Reading the statement and subsequent euphoria on the seeming acceptance of the parties to engage in yet another round of “talks”, one would think that a resolution to the Western Sahara conflict is within reach; that all it takes is a Security Council’s resolution, a Secretary General’s report, a Special Representative’s statement, and a parties half-hearted acceptance for a 35-year-long intractable conflict to be resolved. Little attention is paid to the process, to the parties’ readiness, and to the contextual conditions that may signal the opposite. As far as I know, neither the parties nor the UN (I use the term loosely here) are ready for any kind of serious and honest engagement that would put an end to the conflict of attrition known as the Western Sahara conflict.


  • Hi Jillian,

    I hope you are well.

    The problem is very complex and the reality on the ground is far from what you all can imagine. The genesis of the Polisario Front in a context of cold war and the role of Lybia then Algeria to plot the moroccan monarchy are the key issue to this absurd conflict separating the same tribes, the same families and the same people.

    People are living in very bad conditions in Tindouf camps south Algeria. They are not happy to live on such conditions. Some of them are officials working for Polisario Front and Algeria as well. Those people are happy to maintain the status quo because they have been getting rewards from the actual situation. But the majority of them are without voice. They want to return to their homeland freely. I beg you to believe that they don’t care to any state claim. They want to simply recover their dignity and NOW! Separatism and the state claim is the will of Polisario Front leaders and Algeria militaries. The unionist sahraouis are willing to join their families in the Western Sahara region as soon as possible. They all believe that autonomy is the solution where there are no winners or losers. I personally hope that one day I will be able to join the rest of my family living in Tindouf camps south Algeria. Believe me that’s my biggest wish in my life. I pray day and night to make it happen.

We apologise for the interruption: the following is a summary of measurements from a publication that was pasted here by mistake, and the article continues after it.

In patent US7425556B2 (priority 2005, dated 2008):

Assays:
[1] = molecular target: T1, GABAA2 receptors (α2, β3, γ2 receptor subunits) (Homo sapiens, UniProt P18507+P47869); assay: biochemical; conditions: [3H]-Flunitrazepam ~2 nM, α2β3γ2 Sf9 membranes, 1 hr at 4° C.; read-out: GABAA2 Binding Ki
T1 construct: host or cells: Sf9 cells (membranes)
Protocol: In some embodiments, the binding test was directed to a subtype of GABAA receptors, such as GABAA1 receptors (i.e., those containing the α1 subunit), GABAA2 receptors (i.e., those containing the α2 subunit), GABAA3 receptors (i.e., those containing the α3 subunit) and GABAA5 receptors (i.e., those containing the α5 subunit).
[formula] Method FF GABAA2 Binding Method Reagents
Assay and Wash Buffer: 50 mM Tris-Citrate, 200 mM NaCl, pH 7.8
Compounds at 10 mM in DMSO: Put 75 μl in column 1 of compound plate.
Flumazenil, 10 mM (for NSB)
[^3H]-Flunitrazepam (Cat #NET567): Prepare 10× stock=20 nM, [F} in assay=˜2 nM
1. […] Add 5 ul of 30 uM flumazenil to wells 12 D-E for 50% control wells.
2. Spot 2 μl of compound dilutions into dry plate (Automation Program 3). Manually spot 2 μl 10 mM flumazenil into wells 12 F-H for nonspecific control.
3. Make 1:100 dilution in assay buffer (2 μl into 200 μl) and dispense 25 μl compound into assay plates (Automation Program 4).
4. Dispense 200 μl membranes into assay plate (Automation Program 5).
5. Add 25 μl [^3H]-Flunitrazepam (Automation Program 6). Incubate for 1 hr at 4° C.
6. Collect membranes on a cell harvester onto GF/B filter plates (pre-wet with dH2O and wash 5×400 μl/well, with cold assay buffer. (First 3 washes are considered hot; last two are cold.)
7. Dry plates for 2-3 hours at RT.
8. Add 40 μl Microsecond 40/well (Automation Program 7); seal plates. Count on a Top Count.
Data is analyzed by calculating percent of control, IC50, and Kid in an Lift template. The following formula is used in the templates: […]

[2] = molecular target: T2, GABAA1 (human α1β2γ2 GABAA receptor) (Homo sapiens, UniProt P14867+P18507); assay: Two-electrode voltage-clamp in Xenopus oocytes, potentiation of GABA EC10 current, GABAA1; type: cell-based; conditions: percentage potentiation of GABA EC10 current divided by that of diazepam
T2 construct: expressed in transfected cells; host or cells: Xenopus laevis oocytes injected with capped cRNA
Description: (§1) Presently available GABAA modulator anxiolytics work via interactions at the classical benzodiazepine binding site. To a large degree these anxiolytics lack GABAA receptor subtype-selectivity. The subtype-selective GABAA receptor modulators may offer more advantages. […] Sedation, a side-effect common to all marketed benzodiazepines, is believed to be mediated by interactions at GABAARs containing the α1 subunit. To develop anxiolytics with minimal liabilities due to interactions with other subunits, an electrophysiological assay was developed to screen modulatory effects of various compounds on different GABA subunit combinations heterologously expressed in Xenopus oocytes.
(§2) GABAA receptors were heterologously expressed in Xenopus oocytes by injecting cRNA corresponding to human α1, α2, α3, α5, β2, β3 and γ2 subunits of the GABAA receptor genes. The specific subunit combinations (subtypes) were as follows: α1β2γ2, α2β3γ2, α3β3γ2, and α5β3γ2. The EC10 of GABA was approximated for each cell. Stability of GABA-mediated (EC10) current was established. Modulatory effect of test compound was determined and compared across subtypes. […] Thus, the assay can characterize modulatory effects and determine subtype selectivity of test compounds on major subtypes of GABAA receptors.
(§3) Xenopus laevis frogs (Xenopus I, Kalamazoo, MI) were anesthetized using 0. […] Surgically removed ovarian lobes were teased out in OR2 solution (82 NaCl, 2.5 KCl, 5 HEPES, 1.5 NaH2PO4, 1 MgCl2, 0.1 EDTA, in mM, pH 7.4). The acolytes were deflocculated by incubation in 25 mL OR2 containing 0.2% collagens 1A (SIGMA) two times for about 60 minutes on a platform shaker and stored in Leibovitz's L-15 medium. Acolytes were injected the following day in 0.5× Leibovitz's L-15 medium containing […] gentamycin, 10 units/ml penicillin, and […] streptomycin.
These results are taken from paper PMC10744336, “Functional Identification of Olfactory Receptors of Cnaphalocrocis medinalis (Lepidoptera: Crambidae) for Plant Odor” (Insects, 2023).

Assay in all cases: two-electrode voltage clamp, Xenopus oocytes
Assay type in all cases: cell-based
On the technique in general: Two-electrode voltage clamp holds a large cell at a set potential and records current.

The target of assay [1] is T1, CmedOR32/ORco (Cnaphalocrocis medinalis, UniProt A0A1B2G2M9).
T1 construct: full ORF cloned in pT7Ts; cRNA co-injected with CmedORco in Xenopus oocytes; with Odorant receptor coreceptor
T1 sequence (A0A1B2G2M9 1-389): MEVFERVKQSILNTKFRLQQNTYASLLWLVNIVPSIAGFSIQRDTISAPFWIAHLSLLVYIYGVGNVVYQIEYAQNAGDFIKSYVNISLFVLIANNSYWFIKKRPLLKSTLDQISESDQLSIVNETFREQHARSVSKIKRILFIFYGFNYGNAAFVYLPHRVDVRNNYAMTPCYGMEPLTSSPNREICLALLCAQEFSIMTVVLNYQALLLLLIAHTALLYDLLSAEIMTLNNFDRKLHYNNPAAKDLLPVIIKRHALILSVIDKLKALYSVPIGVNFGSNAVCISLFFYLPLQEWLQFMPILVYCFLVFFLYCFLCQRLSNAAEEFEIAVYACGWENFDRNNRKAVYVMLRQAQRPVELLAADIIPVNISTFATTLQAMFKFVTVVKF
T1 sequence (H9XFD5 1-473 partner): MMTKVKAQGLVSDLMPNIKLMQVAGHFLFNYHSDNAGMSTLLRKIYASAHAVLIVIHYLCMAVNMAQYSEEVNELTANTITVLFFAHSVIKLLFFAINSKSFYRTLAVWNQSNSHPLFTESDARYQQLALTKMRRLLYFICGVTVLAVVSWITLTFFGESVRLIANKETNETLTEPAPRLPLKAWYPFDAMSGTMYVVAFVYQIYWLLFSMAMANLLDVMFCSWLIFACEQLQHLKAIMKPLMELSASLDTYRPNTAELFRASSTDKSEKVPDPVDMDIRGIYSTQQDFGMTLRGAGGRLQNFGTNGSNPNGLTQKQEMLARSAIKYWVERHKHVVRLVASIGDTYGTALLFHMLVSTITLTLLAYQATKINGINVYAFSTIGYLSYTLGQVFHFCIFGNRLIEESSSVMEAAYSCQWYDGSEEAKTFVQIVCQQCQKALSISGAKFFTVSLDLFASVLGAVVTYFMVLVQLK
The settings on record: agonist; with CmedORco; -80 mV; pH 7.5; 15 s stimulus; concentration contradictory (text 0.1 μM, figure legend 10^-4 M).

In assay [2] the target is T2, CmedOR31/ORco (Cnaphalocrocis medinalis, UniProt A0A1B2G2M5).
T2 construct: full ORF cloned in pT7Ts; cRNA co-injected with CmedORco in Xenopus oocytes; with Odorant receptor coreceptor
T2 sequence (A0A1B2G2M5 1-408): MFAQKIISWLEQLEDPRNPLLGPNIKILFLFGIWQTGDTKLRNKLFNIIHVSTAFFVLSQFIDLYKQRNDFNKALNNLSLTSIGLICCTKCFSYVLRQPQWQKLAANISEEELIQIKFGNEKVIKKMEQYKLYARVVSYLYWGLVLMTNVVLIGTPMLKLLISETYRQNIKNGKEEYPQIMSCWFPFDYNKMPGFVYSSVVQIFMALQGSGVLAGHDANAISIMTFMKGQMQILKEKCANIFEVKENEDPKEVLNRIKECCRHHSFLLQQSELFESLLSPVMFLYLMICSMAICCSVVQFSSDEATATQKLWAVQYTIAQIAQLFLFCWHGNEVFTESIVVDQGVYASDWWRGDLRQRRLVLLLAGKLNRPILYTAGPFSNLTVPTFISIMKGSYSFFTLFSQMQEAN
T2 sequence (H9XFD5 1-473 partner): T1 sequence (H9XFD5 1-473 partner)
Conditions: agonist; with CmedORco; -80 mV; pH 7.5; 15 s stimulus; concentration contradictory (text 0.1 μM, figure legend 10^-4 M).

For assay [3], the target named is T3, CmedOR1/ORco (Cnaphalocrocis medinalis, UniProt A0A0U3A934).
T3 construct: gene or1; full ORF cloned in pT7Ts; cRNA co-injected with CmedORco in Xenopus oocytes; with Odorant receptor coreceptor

Ahmed Salem

  • Dear Ahmed,

    I’m trying to share some of your feelings, but i cant imagine how can we leave far from our own family.

    This situation has to stop and let people leave freely in total respect of what they Are : Humans !

    But Who wants the conflict to be ended ? No One : By this conflict, Algeria and Morocco are spending 3,5% of their GDP in arms and weapons. And every Foreign country is doing a good military business.

    The only country who wants to end this conflict is Morocco.

    May God save our souls and make you live with all your family member in freedom, democracy and Peace.